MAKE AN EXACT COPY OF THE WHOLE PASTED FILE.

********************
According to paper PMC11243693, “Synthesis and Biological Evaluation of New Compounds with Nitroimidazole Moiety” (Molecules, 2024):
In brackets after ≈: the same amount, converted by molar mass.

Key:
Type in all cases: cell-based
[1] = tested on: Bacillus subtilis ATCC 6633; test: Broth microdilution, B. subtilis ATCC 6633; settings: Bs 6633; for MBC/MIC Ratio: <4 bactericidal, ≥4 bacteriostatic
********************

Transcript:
According to paper PMC11243693, “Synthesis and Biological Evaluation of New Compounds with Nitroimidazole Moiety” (Molecules, 2024):
In brackets after ≈: the same amount, converted by molar mass.

Key:
Type in all cases: cell-based
[1] = tested on: Bacillus subtilis ATCC 6633; test: Broth microdilution, B. subtilis ATCC 6633; settings: Bs 6633; for MBC/MIC Ratio: <4 bactericidal, ≥4 bacteriostatic